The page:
The Universal Verification Methodology (UVM) is a verification methodology that builds on best practices in simulation-based electronic design verification. It combines the benefits of all its predecessors. It defines concepts for implementing testbenches in a reusable way. Reusability is facilitated through a simulator- and therefore vendor-independent open-source SystemVerilog library. 

UVM uses many advantages of SystemVerilog, especially its object oriented programming capabilities and preprocessor macros. For functional coverage collection it completely relies on SystemVerilog. A SystemVerilog class becomes a UVM component by being derived from a UVM base class. The factory pattern is used to increase flexibility and reusability by allowing object type overriding after compile time. Type overriding can also happen at runtime, depending on a testbench internal configuration or condition or enforced from the command line. This allows e.g. to reuse the same test case and testbench components for sending several different input sequences to the DUV.

UVM divides a test run into several phases. Testbench components that are registered with the UVM factory can implement code for these phases. At runtime the phases are traversed in a defined order. Each of them has its specific task like configuring the verification environment, applying stimuli or generating reports.

UVM uses Transaction Level Modelling (TLM). Test scenarios can be specified or randomly generated in sequences that can be scheduled in fixed or random orders. The sequences send transactions to the UVM driver, which sends the actual input signals to the DUV. After the simulator has computed the results, a UVM output monitor reads the output signals and combines them to an output transaction. The input and corresponding output transactions are sent to the UVM scoreboard for verifying the results. This scoreboard can interface with a reference model, which can be written in another language, e.g. in C. Input and output transactions can also be passed to a functional coverage collector.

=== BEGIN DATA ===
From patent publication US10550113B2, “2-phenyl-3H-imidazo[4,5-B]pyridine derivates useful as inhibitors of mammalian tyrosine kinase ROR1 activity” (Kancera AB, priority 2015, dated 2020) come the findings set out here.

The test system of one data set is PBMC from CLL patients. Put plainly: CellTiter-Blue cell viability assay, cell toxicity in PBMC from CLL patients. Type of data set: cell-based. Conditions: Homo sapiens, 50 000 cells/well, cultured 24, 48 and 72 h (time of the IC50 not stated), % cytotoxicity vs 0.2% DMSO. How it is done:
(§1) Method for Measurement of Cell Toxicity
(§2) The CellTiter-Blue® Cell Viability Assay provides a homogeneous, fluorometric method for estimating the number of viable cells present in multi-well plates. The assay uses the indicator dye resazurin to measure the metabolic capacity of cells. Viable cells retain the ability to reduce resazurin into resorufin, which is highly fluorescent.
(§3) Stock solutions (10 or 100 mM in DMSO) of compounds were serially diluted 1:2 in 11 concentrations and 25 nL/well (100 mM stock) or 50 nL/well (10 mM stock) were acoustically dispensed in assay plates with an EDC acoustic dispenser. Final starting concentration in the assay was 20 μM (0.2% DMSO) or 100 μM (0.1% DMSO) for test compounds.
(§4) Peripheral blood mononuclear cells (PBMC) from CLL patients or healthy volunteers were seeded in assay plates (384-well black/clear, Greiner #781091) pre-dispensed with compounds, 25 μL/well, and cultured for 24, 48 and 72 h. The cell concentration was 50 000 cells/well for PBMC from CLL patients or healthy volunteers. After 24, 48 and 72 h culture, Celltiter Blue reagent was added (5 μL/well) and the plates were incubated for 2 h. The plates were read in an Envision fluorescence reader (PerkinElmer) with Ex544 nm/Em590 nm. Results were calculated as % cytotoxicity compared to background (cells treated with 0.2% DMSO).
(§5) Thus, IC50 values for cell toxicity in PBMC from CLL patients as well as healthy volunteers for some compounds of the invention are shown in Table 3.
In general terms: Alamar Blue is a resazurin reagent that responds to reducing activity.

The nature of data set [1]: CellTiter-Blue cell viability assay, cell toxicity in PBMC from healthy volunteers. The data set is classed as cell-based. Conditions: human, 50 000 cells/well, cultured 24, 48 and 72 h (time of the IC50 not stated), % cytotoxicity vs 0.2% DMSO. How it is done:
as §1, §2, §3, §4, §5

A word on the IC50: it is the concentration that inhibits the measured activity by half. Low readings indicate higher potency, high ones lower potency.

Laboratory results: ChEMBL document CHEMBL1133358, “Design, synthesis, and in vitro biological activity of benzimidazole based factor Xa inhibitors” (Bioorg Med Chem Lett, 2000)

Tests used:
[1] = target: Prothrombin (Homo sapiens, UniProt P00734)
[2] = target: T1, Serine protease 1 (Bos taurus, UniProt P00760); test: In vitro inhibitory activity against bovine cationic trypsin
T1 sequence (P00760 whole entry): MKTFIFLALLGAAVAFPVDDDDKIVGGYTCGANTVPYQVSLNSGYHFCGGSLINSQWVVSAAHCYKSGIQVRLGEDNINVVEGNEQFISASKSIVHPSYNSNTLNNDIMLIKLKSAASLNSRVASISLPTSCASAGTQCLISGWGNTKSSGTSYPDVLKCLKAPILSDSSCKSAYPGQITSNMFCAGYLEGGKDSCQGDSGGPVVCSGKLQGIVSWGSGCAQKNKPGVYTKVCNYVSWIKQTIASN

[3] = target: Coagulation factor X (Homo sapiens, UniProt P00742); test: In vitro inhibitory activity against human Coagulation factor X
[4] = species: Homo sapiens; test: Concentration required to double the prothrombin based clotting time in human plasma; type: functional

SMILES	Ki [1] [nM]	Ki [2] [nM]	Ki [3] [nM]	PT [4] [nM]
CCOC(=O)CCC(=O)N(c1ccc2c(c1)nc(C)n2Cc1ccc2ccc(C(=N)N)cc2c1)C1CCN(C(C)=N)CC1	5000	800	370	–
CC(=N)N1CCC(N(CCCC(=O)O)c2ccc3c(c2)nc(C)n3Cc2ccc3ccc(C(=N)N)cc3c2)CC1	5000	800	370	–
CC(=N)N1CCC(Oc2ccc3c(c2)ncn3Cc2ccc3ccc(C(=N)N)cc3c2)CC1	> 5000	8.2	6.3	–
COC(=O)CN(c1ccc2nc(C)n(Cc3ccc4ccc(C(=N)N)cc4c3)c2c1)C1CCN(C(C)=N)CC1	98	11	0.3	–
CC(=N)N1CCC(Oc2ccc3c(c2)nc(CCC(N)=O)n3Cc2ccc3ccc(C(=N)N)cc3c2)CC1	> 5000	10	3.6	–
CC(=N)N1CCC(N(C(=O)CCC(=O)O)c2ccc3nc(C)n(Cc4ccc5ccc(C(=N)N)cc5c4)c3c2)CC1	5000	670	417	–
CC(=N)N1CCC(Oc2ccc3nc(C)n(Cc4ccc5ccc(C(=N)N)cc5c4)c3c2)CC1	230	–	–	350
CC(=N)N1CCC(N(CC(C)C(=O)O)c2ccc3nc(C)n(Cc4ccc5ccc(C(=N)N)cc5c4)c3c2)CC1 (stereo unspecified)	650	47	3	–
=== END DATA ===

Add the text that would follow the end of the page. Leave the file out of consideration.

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Formal Property Verification


Formal verification mathematically proves that a design satisfies its specification for all possible input value sequences. It has been used in hardware verification for many years. In most projects it is only used for critical subparts of a design, mostly for strictly defined control logic and protocols. Computing resources and tool capabilities often don’t suffice to use it on full system. Many different formal verification techniques for hardware and software exist. One of them is Formal Property Verification (FPV).

FPV tools typically implement bounded model checkers to prove properties written in hardware verification languages. Properties might be proven for all possible states, it might be shown by a counterexample that they can be violated or they might be inconclusive. Inconclusive properties can be proven from the initial state up to a certain number of clock cycles, which is then the proof bound. If it can be shown that a design is able to calculate all outputs within this number of clock cycles, the design can be considered as verified. Several commercial tools for formal property verification exist, which are qualified according to the IEC 61508 standard for functional safety. They can directly take HDL code as input. The temporal propositions for these tools can be specified in several languages, e.g. in the Property Specification Language (PSL) or as SystemVerilog Assertions (SVA). These languages extend Linear Temporal Logic (LTL) formulas by sequential extended regular expressions. They can be used to describe repeating scenarios. Like mentioned, formal verification is typically not done on a complete system. Mostly it is accompanied by simulation or emulation. An advantage of using these languages is that they can be directly used in simulation as well, which can serve as a verification of the properties themselves.

Coverage of formal properties can be measured as well. It can be combined with the coverage results of simulation.


The content of this article has been taken from Katharina Ceesay-Seitz’s Master’s Thesis


[1] European Committee for Electrotechnical Standardization: IEC 61508-2010: Functional Safety of Electrical/Electronic/Programmable Electronic Safety-Related Systems, Standard, Brussels, Belgium, May 2010

[2] Accellera System Initiative: Universal Verification Methodology (UVM), Napa, CA 94558, United States of America, 2014

[3] Katharina Ceesay-Seitz: Automated Verification of a System-on-Chip for Radiation Protection fulfilling Safety Integrity Level 2 (SIL 2), Diploma Thesis, TU Wien, Vienna, Austria, February 2019